Once again, a state court is chipping away at religious liberty. And once again, the Church is the law’s target.
In 2002, the New York Legislature
passed the Women’s Health and Wellness Act. It requires all hospitals,
including religious ones, to provide contraceptive coverage as part of its
health plan. The law applies to all religious institutions, even those, such as
Catholic hospitals, which believe contraception is immoral and assisting others
to obtain it also wrong. The only exception the law allows is one almost
impossible to meet: The institution can be considered a “religious employer”
and thus exempt only is if it is composed of, and provides services to, people
who are primarily of the same religion. A similar statute was upheld in
Catholic Charities of Albany has
sued the state of
In October, the Court of Appeals issued its decision upholding the statute. The court found that the Women’s Health and Wellness Act did not violate the federal constitution because the burden on religious groups’ practice of their faith is an “incidental result” of the law, in that the law itself does not explicitly target religious institutions or believers. The court also found that the legislation did not violate the state constitution.
The theory behind both the
First, they assume that religious
liberty is but one interest among many, and that the
legislature can trample upon long-established religious freedoms if it finds
some other interest — however defined — to be worth promoting. In
The danger in this understanding of religious freedom should be obvious: There is no limit to what “interests” may be used to trump religious freedom. The pressures to pass laws supportive of specific interest groups at the expense of less-defined notions such as “religious liberty” can be enormous.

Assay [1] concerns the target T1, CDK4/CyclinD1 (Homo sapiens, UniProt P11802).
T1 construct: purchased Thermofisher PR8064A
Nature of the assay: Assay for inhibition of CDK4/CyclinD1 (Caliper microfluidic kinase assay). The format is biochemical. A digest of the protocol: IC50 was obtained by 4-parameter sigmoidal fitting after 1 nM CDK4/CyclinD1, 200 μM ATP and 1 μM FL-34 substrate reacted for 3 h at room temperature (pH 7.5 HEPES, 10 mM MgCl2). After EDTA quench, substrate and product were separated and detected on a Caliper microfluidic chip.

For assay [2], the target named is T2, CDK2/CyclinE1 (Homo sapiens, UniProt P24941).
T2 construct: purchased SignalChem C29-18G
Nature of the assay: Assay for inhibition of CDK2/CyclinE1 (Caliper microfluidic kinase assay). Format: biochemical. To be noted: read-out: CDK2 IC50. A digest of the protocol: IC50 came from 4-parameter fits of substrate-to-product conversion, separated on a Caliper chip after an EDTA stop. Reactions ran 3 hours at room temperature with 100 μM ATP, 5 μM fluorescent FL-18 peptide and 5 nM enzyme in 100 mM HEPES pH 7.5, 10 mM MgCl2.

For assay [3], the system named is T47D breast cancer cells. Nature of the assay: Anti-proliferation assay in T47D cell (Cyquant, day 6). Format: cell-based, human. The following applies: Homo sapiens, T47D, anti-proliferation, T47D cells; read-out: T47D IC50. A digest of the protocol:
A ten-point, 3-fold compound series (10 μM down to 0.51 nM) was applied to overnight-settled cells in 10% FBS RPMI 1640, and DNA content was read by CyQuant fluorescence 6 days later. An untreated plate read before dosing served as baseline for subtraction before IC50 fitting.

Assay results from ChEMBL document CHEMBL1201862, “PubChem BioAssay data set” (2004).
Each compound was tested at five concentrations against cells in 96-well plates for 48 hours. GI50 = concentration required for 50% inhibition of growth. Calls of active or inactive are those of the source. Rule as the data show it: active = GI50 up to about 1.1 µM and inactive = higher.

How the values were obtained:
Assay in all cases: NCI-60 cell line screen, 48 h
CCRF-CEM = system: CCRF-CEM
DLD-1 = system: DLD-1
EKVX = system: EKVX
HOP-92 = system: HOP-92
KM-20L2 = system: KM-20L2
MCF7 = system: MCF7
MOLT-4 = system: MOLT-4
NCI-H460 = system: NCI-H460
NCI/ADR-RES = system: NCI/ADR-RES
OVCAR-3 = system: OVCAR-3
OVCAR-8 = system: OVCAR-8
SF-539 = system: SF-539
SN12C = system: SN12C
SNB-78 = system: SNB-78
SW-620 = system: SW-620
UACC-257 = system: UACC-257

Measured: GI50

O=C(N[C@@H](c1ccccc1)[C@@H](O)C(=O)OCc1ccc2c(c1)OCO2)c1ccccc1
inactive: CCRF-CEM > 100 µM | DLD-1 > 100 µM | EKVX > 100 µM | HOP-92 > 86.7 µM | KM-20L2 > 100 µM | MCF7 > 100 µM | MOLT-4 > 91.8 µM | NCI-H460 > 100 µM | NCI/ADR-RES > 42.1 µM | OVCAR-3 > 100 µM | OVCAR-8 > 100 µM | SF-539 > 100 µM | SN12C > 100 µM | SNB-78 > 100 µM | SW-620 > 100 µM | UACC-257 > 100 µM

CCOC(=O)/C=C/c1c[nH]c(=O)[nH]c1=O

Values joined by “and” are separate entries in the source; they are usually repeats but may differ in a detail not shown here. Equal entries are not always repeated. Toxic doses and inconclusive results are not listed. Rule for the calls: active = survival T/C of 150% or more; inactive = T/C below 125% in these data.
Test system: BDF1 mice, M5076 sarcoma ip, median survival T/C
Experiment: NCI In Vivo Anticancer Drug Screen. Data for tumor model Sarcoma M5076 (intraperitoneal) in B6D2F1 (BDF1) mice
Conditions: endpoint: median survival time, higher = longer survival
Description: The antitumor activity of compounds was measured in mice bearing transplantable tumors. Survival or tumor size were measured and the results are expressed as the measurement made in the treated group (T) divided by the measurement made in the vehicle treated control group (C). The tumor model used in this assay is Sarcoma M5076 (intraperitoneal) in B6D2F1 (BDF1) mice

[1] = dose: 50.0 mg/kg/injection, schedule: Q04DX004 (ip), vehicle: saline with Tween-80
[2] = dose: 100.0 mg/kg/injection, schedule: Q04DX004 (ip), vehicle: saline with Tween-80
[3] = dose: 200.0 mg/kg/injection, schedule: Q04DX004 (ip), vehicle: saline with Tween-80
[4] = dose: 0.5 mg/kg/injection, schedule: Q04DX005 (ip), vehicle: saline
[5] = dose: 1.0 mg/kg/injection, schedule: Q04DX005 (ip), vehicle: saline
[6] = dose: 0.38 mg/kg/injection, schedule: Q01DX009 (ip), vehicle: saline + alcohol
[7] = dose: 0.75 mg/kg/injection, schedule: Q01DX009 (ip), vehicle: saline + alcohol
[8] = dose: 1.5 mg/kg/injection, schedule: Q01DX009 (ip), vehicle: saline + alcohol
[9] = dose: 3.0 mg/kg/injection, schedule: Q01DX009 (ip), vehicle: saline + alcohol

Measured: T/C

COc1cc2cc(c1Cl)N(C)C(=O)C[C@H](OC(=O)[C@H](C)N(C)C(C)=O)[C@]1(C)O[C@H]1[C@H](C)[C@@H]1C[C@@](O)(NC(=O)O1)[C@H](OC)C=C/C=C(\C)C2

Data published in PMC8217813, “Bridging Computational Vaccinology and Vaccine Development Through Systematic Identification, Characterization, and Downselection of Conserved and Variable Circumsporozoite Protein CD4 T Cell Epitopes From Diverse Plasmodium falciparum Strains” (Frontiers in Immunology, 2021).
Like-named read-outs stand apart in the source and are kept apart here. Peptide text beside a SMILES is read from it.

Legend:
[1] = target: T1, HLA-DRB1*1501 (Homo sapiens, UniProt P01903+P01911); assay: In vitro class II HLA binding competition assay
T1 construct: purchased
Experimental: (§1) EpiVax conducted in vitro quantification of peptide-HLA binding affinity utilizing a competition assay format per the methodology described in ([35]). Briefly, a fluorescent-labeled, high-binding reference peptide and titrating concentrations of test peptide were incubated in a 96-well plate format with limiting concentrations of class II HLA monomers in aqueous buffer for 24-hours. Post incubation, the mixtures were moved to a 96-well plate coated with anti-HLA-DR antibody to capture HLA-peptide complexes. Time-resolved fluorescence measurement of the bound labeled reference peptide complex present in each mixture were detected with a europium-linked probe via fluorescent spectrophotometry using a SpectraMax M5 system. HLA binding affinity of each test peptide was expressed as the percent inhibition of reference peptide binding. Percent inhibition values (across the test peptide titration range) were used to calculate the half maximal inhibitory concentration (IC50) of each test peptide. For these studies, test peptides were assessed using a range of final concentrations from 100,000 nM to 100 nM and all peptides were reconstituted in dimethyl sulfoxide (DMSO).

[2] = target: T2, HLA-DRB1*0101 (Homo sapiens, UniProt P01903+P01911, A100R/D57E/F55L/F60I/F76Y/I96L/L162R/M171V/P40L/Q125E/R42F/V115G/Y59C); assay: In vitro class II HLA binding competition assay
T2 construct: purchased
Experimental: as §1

The New York Constitution recognizes this: It states that “the free exercise and enjoyment of religious profession and worship, without discrimination or preference, shall forever be allowed in this state to all mankind.” Former Supreme Court Justice Sandra Day O’Connor declared that such language “makes sense only if the right to free exercise was viewed as generally superior to general legislation.”
In other words, in
The laws contain a second false assumption: They seriously misunderstand the importance of religious practice to religious liberty. Religious freedom is not only freedom to believe; it is also a freedom to act on that belief. Religious institutions, such as Catholic hospitals, see their work as in part motivated by bringing charity to all, including people not of their own faith. Such an understanding, which can be traced to the Church’s earliest days, is simply inseparable from the faith.
That is why the law’s “exemption”
is ludicrous. Permitting
Laws like this force all institutions into a strait jacket of uniformity, and deny particular groups their own particular ways of practicing their faith. In particular, the Court of Appeals found that the rights of employees — who presumably know they are being hired by a religious institution — trump the rights of their employers to set the tone for their institutions. This is a recipe for either increased separation between religious communities, or will force religious institutions to close their doors for fear of being party to actions they consider immoral.
Gerald J. Russello is a
Fellow of the Chesterton Institute